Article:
Breaking first via Marginally Yours, then picked up by Mission Mission and SFist.com, there’s a swirl of controversy surrounding a recent short-lived art show at Ritual Coffee’s Mission District location.
The art show in question involves photographs that seem benign at first glance: snapshots of a dwelling space, a made bed, a puppy on the floor, a trunk packed with manila envelopes and photographs. The show is titled “Making Room”, and it’s the work of Varese Layzer, a San Fracisco-based artist who grew up in Manhattan – you can see the show in its entirety by clicking here. Only upon reading the artist’s statement do patrons learn the context behind the photos:
In 2010, my mother died. As the last living member of my family, it fell on me to clear out the cluttered 1,100-square-foot rent-controlled apartment where I grew up and my parents had lived for 40 years. The process would take three months. During that time of work and grief, I also had to live there. I documented the process of making room for me at 5E.
After giving away thousands of pounds of belongings, I moved the remaining 4,000 pounds to a San Francisco storage space. Slowly, I made room to bring those objects into my world here: a painting, a clock, a lamp. I documented that process too.
Apartment 5E has since been bought and its walls demolished by a new owner. The objects and these pictures are all that remains.
Heavy stuff, to be sure – evidently too heavy for Ritual to exhibit for more than a few days. Ritual’s owner, Eileen Hassi, was forced to make a difficult decision: Continue to display art that she felt was inappropriate for her cafe, or remove the show and void Layzer’s contract. Ultimately Eileen made the latter choice, by first removing the artist’s statement, and soon after removing the photography itself. In response to losing her show – a show that she claims cost $3000 to produce – Varese Layzer took to her Flickr account, posting the following email she received from Eileen Hassi. In the name of context and fairness, here is the entirety of Eileen’s email, which is at times sincere, at other times a bit flippant:
My name is Eileen and I’m the owner of Ritual. It’s too bad that I haven’t actually met you, as this would probably make more sense if you knew me. I asked one of my employees to take down your artist statement when I was in the cafe on Sunday. I needed to leave directly to go up to an event I was running in Napa and was away for the rest of the weekend.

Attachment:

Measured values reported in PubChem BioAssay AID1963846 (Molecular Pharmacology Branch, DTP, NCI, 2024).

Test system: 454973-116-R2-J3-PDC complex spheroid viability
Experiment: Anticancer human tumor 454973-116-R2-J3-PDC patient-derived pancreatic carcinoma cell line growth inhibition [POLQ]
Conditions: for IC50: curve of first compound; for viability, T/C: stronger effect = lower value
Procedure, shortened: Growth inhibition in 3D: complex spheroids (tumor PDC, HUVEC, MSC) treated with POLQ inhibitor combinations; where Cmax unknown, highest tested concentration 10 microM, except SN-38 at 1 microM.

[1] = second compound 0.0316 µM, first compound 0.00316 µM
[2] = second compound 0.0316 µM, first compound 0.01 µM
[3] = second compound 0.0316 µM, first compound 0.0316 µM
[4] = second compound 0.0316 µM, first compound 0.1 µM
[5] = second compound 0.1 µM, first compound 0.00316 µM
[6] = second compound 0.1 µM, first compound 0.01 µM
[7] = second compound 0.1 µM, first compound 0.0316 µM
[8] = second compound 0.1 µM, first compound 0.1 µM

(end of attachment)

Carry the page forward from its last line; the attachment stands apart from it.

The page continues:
I know that you’re upset and you’re going to think I’m the bad guy in this situation, but allow me to explain my position: Your art is serious work. It’s too serious for the cafe. It’s dealing with real stuff, real emotions, loss, attachment, family, death. It belongs in a real gallery, where people are in a space to contemplate these things. The art that belongs in a cafe is fluffier stuff, stuff that doesn’t make people think about the tough questions in life: pictures of telephone poles, birds sitting on the wires, tapestries of heavy metal lyrics. Whimsical stuff.
The curator made a mistake, I fired him. I want you to take you[r] shown down as soon as possible. I know that you put a great deal of effort into the show, so it’s not a total loss for you, I’d like to offer you $300. I have a great deal of respect for your work, and would not put it in jeopardy, it’s just not the right art for the space. Your artist’s statement is safe, just tucked away. It was just too intense for people looking for escapism with their coffee. I have another show ready to go, so please let me know when you’ll be taking the show down.
Like I said, it should be in a gallery, where you can have a real opening, with wine and cheese. My boyfriend has a gallery — give him a call — [number redacted]. I have another friend who just took over a gallery space on 6th Street as well and is looking for work to show.
Like I said, I’m sure you think I’m being the bad guy in this situation, but really no one should have led you to believe this belonged in a coffee shop.
SFist jumped on this story as indicative of the “Starbucks-ification of Valencia Street”, and the time line of events seems to indicate something of a communication breakdown at Ritual – removing a statement without the artist’s permission? Tearing down the show and firing your curator? We aren’t cafe owners, but surely this could have been handled with more tact.
More importantly, we think this story begs a wider question for our industry: What exactly is the role of art in cafes? Do you agree with Eileen when she says “The art that belongs in a cafe is fluffier stuff, stuff that doesn’t make people think about the tough questions in life”? Is there room for “serious” art on our cafe walls? Would you allow a controversial, “serious”, or otherwise challenging show like this one to be exhibited in your cafe?